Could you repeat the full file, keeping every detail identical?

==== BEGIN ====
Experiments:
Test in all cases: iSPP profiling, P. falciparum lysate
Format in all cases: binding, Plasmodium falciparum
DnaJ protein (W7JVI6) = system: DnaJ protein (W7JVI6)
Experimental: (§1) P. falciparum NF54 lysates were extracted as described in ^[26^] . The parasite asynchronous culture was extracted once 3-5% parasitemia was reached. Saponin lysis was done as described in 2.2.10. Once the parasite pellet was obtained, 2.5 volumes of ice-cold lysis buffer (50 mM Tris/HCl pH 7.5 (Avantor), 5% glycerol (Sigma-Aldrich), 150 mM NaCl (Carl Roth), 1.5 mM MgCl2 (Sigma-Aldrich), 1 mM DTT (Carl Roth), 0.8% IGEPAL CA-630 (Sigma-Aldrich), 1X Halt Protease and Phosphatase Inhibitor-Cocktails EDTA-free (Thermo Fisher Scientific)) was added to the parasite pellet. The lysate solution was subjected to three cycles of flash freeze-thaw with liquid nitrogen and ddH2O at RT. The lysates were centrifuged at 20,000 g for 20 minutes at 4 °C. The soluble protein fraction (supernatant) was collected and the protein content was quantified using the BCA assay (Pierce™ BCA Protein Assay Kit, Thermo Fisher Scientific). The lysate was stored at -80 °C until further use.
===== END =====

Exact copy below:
Experiments:
Test in all cases: iSPP profiling, P. falciparum lysate
Format in all cases: binding, Plasmodium falciparum
DnaJ protein (W7JVI6) = system: DnaJ protein (W7JVI6)
Experimental: (§1) P. falciparum NF54 lysates were extracted as described in ^[26^] . The parasite asynchronous culture was extracted once 3-5% parasitemia was reached. Saponin lysis was done as described in 2.2.10. Once the parasite pellet was obtained, 2.5 volumes of ice-cold lysis buffer (50 mM Tris/HCl pH 7.5 (Avantor), 5% glycerol (Sigma-Aldrich), 150 mM NaCl (Carl Roth), 1.5 mM MgCl2 (Sigma-Aldrich), 1 mM DTT (Carl Roth), 0.8% IGEPAL CA-630 (Sigma-Aldrich), 1X Halt Protease and Phosphatase Inhibitor-Cocktails EDTA-free (Thermo Fisher Scientific)) was added to the parasite pellet. The lysate solution was subjected to three cycles of flash freeze-thaw with liquid nitrogen and ddH2O at RT. The lysates were centrifuged at 20,000 g for 20 minutes at 4 °C. The soluble protein fraction (supernatant) was collected and the protein content was quantified using the BCA assay (Pierce™ BCA Protein Assay Kit, Thermo Fisher Scientific). The lysate was stored at -80 °C until further use.